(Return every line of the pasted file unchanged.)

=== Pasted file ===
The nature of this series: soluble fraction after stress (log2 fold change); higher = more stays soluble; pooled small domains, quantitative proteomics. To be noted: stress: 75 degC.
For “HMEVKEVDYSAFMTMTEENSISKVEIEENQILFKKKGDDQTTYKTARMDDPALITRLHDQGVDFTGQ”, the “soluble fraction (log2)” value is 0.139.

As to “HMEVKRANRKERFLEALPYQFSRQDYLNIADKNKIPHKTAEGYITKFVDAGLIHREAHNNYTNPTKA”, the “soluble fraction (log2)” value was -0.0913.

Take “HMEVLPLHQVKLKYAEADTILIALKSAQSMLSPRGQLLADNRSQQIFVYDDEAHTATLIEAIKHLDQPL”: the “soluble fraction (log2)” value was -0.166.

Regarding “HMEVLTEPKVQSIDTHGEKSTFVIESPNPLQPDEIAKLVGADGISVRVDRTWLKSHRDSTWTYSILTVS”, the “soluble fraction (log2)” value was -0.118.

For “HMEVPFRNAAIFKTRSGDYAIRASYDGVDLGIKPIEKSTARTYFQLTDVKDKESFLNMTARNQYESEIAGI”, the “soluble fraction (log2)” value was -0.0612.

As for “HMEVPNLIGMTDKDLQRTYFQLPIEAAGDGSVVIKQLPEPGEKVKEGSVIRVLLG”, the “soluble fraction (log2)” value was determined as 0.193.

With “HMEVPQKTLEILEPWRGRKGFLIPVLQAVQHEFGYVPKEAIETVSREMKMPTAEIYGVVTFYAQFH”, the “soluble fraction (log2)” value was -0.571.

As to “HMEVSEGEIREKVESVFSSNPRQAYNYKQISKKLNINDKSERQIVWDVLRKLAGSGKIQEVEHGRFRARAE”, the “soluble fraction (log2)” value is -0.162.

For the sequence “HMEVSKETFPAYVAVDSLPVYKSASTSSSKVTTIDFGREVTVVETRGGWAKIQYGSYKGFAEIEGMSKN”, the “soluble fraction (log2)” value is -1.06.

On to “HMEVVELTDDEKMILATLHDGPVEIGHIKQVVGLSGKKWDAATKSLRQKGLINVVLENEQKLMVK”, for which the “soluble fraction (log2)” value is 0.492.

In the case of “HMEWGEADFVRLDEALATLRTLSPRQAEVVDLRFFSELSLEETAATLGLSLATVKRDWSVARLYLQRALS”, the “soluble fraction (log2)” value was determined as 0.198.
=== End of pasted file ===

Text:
The nature of this series: soluble fraction after stress (log2 fold change); higher = more stays soluble; pooled small domains, quantitative proteomics. To be noted: stress: 75 degC.
For “HMEVKEVDYSAFMTMTEENSISKVEIEENQILFKKKGDDQTTYKTARMDDPALITRLHDQGVDFTGQ”, the “soluble fraction (log2)” value is 0.139.

As to “HMEVKRANRKERFLEALPYQFSRQDYLNIADKNKIPHKTAEGYITKFVDAGLIHREAHNNYTNPTKA”, the “soluble fraction (log2)” value was -0.0913.

Take “HMEVLPLHQVKLKYAEADTILIALKSAQSMLSPRGQLLADNRSQQIFVYDDEAHTATLIEAIKHLDQPL”: the “soluble fraction (log2)” value was -0.166.

Regarding “HMEVLTEPKVQSIDTHGEKSTFVIESPNPLQPDEIAKLVGADGISVRVDRTWLKSHRDSTWTYSILTVS”, the “soluble fraction (log2)” value was -0.118.

For “HMEVPFRNAAIFKTRSGDYAIRASYDGVDLGIKPIEKSTARTYFQLTDVKDKESFLNMTARNQYESEIAGI”, the “soluble fraction (log2)” value was -0.0612.

As for “HMEVPNLIGMTDKDLQRTYFQLPIEAAGDGSVVIKQLPEPGEKVKEGSVIRVLLG”, the “soluble fraction (log2)” value was determined as 0.193.

With “HMEVPQKTLEILEPWRGRKGFLIPVLQAVQHEFGYVPKEAIETVSREMKMPTAEIYGVVTFYAQFH”, the “soluble fraction (log2)” value was -0.571.

As to “HMEVSEGEIREKVESVFSSNPRQAYNYKQISKKLNINDKSERQIVWDVLRKLAGSGKIQEVEHGRFRARAE”, the “soluble fraction (log2)” value is -0.162.

For the sequence “HMEVSKETFPAYVAVDSLPVYKSASTSSSKVTTIDFGREVTVVETRGGWAKIQYGSYKGFAEIEGMSKN”, the “soluble fraction (log2)” value is -1.06.

On to “HMEVVELTDDEKMILATLHDGPVEIGHIKQVVGLSGKKWDAATKSLRQKGLINVVLENEQKLMVK”, for which the “soluble fraction (log2)” value is 0.492.

In the case of “HMEWGEADFVRLDEALATLRTLSPRQAEVVDLRFFSELSLEETAATLGLSLATVKRDWSVARLYLQRALS”, the “soluble fraction (log2)” value was determined as 0.198.